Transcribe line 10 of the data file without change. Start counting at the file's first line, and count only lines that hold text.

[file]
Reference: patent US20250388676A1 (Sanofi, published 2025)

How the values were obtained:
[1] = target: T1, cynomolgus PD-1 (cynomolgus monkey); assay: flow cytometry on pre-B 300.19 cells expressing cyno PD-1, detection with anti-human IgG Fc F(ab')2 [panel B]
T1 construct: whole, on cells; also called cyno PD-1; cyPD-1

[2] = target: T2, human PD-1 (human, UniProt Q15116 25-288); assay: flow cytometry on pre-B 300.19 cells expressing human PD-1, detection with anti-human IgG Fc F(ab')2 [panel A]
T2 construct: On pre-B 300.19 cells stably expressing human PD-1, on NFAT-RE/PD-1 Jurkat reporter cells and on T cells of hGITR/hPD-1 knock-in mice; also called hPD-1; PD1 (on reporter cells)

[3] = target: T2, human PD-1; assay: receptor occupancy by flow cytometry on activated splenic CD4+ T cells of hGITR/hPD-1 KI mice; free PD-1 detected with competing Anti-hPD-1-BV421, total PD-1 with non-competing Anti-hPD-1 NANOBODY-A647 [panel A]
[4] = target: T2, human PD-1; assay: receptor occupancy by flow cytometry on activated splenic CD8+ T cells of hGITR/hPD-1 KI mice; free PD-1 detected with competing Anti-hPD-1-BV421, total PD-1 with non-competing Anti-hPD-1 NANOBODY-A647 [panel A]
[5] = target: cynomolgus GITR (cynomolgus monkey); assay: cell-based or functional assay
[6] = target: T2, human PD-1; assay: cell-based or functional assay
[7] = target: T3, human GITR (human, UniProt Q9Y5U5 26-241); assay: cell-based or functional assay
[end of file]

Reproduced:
[6] = target: T2, human PD-1; assay: cell-based or functional assay